Question Does emitted-light have different properties from reflected light?

Jan 25, 2020
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Does emitted-light have different properties from reflected light, and it is for this reason that we see the stars twinkle in the night sky while the planets do not? Note: I know the explanation that attributes the phenomenon to their variation in distance from Earth.
 
Aug 31, 2020
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This is a very important question and has deep implications. If you would like to read about a new theory of the reflection of light, you might like to read this thread. The question of why stars twinkle is as you suggest, due to the huge distances that the light travels and the refraction that light undergoes.
 
Jan 25, 2020
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This is a very important question and has deep implications. If you would like to read about a new theory of the reflection of light, you might like to read this thread. The question of why stars twinkle is as you suggest, due to the huge distances that the light travels and the refraction that light undergoes.
I think that the stars' light does not appear to twinkle for an onlooker from outer space: their twinkling is correlative with Earth's atmosphere, and, thus, the huge distance their light travels is not, in my opinion, a considered factor. I mean that the refraction the stars' light undergoes occures in the layers of our planets atmosphere, and, as this this refraction does not occure with light refracted by the planets and the Moon as well, it should indicate that there is diference in properties between refleted laight and emitted light. One of these diferences may be that refleted light travels in straight lines, not as a wave.
 
Aug 31, 2020
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The fact is the nearest star to earth is Alpha Centsuri which is approx 40 x 10^12 km distant while the moon is only 2.5 x 10^5 km distant, similarly the sun is 150 x 10^ 6 km distant. There is no comparison between these distances. Yes the earth's atmosphere might be the major cause for the twinkling of stars. But light, of a certain frequency, energy and wavelength is the same whether emitted or reflected.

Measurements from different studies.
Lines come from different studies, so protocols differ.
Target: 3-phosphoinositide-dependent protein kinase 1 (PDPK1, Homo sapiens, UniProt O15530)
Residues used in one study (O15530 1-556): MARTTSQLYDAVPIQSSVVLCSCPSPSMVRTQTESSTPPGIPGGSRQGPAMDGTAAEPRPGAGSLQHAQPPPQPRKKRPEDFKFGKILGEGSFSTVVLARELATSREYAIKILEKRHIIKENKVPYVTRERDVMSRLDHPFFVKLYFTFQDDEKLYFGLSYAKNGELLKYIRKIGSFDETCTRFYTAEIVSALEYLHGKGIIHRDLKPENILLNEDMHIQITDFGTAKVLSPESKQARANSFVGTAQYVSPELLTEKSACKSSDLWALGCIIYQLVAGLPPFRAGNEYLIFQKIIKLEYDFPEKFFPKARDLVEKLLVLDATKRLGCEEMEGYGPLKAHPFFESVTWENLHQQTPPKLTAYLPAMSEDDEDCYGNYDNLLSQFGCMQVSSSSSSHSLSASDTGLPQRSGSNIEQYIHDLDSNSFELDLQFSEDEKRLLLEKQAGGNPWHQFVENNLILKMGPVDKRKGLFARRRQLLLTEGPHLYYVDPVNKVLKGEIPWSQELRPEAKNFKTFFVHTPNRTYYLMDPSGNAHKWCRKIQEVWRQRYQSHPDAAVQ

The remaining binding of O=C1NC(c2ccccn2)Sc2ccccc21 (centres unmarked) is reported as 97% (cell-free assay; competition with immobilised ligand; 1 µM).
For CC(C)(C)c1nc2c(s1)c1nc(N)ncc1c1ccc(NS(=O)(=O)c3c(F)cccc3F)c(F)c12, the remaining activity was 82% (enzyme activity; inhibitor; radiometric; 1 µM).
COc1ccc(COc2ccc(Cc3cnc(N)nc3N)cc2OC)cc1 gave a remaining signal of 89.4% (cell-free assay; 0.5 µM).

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Jan 25, 2020
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A star 4 light-years from Earth, like Alpha Centauri, should twinkle in a different way from the farthest star visible to the naked eye, if it is a matter of distance.
 
Aug 31, 2020
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It all seems to come down to the earth's atmosphere. Astronauts on the space station see stars shining steadily. Stars seen from the space station do not twinkle.
 
Jan 25, 2020
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You wrote: "But light, of a certain frequency, energy and wavelength is the same whether emitted or reflected." I ask: is this proved mathematically or experimentally?
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Aug 31, 2020
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Light that is reflected is polarized light. That's the difference.
Partially polarised would be more accurate. This is in some part due to the nature of the material it is reflecting off having birefringent properties than anything else. Birefringence is when light falling on the material is dispersed or split into its individual colours. The degree of polarization depends on the angle of incidence and the index of refraction of the reflecting material.

The OP asks whether reflected light; light reflected from the moon and the planets is different from light from stars that is emitted and if this is the reason that stars twinkle. Obviously if reflection is the topic it is a longer discussion. For instance, if light reflects of metal surfaces it does not undergo polarisation and so on.
 
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Feb 19, 2020
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If the question is addressed to me, I have no expertise on that. But it would seem logical that polarized light in would be polarized out.
 

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